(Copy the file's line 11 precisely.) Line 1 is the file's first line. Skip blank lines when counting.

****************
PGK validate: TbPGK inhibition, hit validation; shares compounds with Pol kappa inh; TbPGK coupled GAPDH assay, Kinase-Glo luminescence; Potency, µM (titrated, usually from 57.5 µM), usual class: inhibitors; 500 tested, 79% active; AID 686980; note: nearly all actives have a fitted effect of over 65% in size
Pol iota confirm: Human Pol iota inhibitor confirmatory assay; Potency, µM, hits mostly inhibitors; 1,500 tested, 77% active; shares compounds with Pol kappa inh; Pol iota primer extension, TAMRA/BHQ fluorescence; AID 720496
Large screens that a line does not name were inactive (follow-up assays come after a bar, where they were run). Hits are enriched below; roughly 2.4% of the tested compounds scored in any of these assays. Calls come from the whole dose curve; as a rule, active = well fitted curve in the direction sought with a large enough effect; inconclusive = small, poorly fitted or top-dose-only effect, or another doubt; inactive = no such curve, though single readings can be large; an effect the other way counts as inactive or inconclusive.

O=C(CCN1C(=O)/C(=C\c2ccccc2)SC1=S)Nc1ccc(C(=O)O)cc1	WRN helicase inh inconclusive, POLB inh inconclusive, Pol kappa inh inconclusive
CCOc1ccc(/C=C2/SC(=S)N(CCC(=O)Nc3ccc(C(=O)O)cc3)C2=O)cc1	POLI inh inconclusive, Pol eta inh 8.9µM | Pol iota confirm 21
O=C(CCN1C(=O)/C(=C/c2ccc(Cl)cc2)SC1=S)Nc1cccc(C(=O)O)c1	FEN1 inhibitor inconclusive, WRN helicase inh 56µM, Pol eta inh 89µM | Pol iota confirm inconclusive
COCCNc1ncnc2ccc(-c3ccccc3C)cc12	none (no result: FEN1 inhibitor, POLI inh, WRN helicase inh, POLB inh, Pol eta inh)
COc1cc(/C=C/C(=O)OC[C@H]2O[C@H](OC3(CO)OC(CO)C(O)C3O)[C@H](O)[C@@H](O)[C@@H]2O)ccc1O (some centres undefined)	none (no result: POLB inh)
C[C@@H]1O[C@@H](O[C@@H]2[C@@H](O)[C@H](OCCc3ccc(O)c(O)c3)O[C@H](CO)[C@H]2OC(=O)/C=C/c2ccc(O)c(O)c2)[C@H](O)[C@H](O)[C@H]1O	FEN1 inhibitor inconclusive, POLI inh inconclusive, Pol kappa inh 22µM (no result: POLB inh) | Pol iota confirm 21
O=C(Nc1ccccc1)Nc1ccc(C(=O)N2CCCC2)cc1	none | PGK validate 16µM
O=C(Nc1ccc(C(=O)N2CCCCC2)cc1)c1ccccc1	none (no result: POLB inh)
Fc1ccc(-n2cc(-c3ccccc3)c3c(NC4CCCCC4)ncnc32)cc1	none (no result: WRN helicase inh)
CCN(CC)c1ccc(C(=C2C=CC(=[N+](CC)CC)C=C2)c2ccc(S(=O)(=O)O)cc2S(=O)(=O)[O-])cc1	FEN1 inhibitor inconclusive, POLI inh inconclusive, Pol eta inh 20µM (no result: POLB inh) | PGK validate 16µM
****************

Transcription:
O=C(Nc1ccc(C(=O)N2CCCCC2)cc1)c1ccccc1	none (no result: POLB inh)